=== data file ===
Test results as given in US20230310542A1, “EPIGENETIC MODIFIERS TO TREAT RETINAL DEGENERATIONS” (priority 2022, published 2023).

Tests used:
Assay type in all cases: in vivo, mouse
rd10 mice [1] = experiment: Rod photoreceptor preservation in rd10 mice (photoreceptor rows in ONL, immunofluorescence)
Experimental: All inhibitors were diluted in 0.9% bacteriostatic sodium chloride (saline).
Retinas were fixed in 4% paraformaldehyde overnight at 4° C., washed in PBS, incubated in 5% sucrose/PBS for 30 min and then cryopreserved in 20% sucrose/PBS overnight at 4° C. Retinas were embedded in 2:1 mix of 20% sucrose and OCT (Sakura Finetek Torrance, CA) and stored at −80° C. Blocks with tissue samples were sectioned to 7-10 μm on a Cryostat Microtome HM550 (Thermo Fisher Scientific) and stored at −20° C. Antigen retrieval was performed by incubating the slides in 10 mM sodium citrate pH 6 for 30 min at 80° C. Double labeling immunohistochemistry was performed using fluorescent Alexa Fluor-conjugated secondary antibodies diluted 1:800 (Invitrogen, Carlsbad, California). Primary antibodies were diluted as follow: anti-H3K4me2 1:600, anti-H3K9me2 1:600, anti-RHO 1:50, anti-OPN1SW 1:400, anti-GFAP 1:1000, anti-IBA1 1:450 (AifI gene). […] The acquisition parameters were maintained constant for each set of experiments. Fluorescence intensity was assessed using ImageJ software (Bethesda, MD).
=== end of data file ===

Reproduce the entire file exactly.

Test results as given in US20230310542A1, “EPIGENETIC MODIFIERS TO TREAT RETINAL DEGENERATIONS” (priority 2022, published 2023).

Tests used:
Assay type in all cases: in vivo, mouse
rd10 mice [1] = experiment: Rod photoreceptor preservation in rd10 mice (photoreceptor rows in ONL, immunofluorescence)
Experimental: All inhibitors were diluted in 0.9% bacteriostatic sodium chloride (saline).
Retinas were fixed in 4% paraformaldehyde overnight at 4° C., washed in PBS, incubated in 5% sucrose/PBS for 30 min and then cryopreserved in 20% sucrose/PBS overnight at 4° C. Retinas were embedded in 2:1 mix of 20% sucrose and OCT (Sakura Finetek Torrance, CA) and stored at −80° C. Blocks with tissue samples were sectioned to 7-10 μm on a Cryostat Microtome HM550 (Thermo Fisher Scientific) and stored at −20° C. Antigen retrieval was performed by incubating the slides in 10 mM sodium citrate pH 6 for 30 min at 80° C. Double labeling immunohistochemistry was performed using fluorescent Alexa Fluor-conjugated secondary antibodies diluted 1:800 (Invitrogen, Carlsbad, California). Primary antibodies were diluted as follow: anti-H3K4me2 1:600, anti-H3K9me2 1:600, anti-RHO 1:50, anti-OPN1SW 1:400, anti-GFAP 1:1000, anti-IBA1 1:450 (AifI gene). […] The acquisition parameters were maintained constant for each set of experiments. Fluorescence intensity was assessed using ImageJ software (Bethesda, MD).